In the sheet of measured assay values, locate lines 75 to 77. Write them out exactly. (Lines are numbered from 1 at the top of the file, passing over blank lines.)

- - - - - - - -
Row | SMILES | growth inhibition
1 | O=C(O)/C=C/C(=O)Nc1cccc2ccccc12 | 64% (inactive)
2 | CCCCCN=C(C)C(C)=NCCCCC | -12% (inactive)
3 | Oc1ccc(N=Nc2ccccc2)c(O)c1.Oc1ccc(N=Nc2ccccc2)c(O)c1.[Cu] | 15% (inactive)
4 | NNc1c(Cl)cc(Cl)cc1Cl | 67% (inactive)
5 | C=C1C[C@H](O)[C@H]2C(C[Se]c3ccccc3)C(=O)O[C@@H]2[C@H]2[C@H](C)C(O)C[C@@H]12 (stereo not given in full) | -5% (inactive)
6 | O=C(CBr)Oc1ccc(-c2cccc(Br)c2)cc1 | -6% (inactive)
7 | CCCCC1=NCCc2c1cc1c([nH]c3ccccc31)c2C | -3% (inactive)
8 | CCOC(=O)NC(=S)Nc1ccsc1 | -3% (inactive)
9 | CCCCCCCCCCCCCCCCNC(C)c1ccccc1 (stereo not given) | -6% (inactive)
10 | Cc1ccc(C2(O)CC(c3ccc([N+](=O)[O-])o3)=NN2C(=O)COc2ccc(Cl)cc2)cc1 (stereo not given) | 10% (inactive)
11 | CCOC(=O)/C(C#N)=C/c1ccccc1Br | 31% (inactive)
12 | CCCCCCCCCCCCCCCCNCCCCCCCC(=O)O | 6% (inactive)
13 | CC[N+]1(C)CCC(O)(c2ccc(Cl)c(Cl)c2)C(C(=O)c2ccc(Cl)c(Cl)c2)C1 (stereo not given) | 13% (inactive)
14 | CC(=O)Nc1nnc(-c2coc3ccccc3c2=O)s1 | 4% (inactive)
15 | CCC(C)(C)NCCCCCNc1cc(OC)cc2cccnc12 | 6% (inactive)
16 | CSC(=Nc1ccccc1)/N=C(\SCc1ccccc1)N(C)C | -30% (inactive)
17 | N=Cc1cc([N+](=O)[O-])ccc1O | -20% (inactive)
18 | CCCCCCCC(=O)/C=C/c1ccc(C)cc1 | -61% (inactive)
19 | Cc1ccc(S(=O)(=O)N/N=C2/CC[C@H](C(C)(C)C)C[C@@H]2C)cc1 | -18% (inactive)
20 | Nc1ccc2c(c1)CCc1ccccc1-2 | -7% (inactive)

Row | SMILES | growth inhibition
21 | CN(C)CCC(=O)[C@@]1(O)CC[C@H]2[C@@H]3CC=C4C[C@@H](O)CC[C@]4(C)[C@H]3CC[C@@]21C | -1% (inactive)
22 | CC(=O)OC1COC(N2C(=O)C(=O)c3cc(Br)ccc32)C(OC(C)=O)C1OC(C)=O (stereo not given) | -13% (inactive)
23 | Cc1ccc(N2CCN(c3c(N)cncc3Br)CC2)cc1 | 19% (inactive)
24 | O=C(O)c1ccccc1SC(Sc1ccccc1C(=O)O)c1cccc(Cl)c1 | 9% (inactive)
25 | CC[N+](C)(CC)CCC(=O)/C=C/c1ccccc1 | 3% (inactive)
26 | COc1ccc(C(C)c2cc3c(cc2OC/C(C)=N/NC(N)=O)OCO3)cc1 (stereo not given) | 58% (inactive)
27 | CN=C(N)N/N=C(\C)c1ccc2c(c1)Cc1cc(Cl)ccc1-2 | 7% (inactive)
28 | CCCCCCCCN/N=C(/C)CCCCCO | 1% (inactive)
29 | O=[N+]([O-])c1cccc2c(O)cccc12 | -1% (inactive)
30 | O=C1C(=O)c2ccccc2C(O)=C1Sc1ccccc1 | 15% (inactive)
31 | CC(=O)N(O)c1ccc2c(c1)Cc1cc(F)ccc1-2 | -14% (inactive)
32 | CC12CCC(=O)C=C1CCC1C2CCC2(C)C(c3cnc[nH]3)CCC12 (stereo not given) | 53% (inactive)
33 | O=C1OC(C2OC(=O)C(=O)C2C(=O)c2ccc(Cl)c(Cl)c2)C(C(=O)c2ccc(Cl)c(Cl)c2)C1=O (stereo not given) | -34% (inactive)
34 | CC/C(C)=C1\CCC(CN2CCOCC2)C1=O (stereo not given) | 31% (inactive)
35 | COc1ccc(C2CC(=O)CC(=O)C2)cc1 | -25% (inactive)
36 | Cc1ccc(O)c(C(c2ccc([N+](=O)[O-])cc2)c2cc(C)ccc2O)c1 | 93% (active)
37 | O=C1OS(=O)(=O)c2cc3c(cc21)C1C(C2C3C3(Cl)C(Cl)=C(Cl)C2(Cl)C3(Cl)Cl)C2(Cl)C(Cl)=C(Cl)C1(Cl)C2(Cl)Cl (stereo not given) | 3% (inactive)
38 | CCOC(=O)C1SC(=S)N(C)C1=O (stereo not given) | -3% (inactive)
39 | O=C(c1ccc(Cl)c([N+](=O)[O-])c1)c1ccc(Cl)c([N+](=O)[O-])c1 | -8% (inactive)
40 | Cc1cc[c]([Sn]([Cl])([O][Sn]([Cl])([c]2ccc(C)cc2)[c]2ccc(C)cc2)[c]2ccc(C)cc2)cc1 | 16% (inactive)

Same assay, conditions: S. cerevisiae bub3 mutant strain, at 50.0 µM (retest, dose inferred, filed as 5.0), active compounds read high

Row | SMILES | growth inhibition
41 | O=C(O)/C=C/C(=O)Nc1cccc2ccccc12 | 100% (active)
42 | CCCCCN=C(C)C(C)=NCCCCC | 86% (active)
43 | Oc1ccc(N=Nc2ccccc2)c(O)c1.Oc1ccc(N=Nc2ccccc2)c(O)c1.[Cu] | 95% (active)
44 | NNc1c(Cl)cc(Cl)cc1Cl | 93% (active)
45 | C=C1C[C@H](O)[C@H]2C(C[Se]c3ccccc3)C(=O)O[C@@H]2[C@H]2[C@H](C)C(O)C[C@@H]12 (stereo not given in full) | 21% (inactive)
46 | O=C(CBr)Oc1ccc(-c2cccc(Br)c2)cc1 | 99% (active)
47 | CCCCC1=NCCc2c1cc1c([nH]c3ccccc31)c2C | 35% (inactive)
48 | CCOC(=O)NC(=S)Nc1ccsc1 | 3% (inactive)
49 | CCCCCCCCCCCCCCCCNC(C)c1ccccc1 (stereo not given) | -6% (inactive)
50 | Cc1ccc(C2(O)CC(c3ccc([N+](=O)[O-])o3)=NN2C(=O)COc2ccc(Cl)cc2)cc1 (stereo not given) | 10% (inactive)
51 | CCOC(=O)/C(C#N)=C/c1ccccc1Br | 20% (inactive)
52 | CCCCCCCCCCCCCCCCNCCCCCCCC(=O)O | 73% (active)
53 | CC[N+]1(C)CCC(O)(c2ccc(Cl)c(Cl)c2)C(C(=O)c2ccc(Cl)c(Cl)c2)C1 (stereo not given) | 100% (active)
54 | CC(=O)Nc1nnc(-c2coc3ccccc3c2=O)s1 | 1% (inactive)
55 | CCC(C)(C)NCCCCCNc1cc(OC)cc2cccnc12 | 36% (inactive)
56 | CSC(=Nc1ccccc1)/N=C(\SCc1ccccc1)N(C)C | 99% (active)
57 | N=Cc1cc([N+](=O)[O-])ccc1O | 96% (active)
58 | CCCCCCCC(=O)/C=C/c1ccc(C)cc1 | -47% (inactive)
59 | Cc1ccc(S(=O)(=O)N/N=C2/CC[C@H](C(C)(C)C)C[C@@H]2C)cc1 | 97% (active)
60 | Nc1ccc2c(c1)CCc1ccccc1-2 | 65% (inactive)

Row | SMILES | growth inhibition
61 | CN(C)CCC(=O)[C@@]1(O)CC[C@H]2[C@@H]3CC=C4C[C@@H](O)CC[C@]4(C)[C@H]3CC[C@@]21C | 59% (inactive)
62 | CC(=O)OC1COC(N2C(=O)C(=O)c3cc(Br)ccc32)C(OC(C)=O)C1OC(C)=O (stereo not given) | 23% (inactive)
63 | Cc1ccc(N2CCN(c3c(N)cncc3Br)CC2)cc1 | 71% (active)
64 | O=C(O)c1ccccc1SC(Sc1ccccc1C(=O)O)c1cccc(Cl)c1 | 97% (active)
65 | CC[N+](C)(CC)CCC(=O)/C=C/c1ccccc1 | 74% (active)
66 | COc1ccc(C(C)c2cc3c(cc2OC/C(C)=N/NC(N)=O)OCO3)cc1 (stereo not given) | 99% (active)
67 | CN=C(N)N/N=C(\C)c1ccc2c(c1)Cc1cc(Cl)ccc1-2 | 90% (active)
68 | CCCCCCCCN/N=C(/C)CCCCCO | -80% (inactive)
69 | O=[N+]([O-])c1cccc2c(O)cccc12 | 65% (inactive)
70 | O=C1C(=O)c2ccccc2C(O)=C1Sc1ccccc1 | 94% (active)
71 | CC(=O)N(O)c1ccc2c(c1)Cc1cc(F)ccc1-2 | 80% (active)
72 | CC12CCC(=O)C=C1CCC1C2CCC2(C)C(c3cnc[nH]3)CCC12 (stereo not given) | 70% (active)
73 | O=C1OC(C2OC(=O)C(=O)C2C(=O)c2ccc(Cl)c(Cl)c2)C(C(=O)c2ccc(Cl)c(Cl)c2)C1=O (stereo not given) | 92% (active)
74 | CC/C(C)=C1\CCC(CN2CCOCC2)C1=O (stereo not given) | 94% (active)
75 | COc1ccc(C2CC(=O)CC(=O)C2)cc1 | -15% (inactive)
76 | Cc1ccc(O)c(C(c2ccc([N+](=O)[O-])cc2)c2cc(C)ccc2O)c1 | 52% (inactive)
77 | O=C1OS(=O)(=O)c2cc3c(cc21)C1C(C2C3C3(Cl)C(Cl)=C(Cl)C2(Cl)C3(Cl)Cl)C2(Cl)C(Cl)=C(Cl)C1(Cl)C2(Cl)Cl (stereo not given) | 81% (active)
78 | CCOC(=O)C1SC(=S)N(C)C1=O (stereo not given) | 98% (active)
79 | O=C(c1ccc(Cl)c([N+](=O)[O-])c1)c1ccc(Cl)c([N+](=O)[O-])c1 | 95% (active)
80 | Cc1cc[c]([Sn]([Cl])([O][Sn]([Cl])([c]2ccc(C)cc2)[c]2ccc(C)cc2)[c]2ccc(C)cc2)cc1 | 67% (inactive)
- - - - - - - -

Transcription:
70 | O=C1C(=O)c2ccccc2C(O)=C1Sc1ccccc1 | 94% (active)
71 | CC(=O)N(O)c1ccc2c(c1)Cc1cc(F)ccc1-2 | 80% (active)
72 | CC12CCC(=O)C=C1CCC1C2CCC2(C)C(c3cnc[nH]3)CCC12 (stereo not given) | 70% (active)